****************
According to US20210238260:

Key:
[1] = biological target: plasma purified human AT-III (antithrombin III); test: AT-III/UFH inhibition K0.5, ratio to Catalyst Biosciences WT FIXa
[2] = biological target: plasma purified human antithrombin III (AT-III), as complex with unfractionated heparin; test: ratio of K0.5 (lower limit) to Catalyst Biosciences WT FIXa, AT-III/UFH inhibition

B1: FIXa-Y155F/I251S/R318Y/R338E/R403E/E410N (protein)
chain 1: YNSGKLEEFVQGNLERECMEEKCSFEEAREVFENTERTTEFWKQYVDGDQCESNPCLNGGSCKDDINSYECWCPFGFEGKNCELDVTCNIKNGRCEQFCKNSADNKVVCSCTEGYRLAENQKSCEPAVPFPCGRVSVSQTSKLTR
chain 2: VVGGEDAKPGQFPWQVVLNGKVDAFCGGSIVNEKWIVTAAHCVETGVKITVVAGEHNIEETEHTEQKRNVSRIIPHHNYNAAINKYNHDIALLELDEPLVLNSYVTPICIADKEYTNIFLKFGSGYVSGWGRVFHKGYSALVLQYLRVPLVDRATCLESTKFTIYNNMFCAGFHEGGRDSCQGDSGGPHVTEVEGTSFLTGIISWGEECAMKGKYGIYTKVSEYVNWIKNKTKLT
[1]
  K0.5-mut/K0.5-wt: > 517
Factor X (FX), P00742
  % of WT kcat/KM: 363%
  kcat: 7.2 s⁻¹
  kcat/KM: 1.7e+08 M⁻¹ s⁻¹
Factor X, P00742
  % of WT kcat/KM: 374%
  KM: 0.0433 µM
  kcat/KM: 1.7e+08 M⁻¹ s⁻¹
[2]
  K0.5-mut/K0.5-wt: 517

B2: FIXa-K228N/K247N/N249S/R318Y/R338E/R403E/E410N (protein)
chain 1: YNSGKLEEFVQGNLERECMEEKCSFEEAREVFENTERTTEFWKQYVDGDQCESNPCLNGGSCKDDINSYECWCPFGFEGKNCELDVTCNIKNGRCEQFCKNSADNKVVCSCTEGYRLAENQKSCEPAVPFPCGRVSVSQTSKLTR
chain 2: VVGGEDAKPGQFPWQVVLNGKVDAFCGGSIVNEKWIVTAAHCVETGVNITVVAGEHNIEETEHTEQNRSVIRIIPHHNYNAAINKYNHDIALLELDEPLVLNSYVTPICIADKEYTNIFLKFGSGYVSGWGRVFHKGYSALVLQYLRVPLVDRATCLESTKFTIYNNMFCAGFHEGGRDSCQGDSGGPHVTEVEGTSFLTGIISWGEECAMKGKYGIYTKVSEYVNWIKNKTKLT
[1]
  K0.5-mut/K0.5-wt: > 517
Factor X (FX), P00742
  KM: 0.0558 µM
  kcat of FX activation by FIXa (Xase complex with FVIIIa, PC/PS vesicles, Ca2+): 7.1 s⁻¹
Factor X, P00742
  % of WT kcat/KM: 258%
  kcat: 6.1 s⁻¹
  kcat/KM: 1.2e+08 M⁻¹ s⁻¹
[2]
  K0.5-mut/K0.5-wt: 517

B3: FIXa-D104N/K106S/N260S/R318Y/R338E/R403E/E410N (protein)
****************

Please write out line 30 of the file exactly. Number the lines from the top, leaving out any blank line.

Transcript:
  kcat: 6.1 s⁻¹